Haworthiopsis attenuata, formerly known as Haworthia attenuata and commonly called Zebra Plant, is a cold-sensitive succulent species grown for its eye-catching, green and white textured leaves. It is hardy within U.S. Department of Agriculture hardiness zones 10 and above and will produce an abundance of offshoots, or pups, once established in a sunny bed. The offshoots provide a simple and highly effective means of propagating new Zebra Plants if they are carefully removed and potted in a suitable growing mix. However, they should only be removed in spring or autumn when the plant is not actively growing, to reduce stress to both the offshoots and the parent plant.
1. Locate the rooted offsets around the base of the zebra plant. Carefully scrape away the soil from around the base of the offshoots and look for small, pale pink or white roots.
2. Insert the blade of a gardening knife into the soil midway between the parent plant and the rooted offshoot. Slide the blade through the soil to sever the connecting root.
3. Etch out a 2-inch radius in the soil around the base of the rooted offshoot using the tip of your gardening knife. Dig down along the radial line to a 5-inch depth using a small handheld spade.
4. Insert the blade of the handheld spade at an angle underneath the rooted offshoot. Carefully pry it loose from the soil and remove it. Fill in the hole left by the offshoot to protect the parent plant's roots.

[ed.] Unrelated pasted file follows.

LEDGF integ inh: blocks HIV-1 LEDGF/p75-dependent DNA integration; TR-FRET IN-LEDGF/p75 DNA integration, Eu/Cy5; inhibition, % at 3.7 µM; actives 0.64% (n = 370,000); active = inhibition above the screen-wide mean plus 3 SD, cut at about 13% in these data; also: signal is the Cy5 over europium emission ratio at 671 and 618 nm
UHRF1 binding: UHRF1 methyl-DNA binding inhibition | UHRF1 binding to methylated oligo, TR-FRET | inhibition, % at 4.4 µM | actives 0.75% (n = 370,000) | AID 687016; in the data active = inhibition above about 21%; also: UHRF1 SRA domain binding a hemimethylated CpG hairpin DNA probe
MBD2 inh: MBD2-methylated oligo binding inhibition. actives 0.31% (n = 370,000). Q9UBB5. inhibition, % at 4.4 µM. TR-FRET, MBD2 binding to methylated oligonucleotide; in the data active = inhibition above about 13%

5. Crumble off half the soil from around the offshoot's rootball. Pot it in a small, 3- to 4-inch nursery container. Use a potting mix made up of 2 parts perlite, 2 parts coarse sand and 1 part sterile compost.
6. Place the potted zebra plant offshoot where it will receive bright, diffuse light and temperatures above 68 degrees Fahrenheit, such as in a glasshouse, cold frame or indoors near a south-facing window.
7. Withhold watering for the first three days. Water only until the soil feels barely moist in the top inch. Maintain light, even moisture in the soil mixture, but allow it to dry out for a day or so once a week.
Things You Will Need
- Garden knife
- Handheld spade
- 3- or 4-inch nursery container
- Coarse sand
- Sterile compost
Unrooted Zebra Plant offsets can be rooted in pure perlite or coarse sand before planting, but they are subject to a high rate of die-off.
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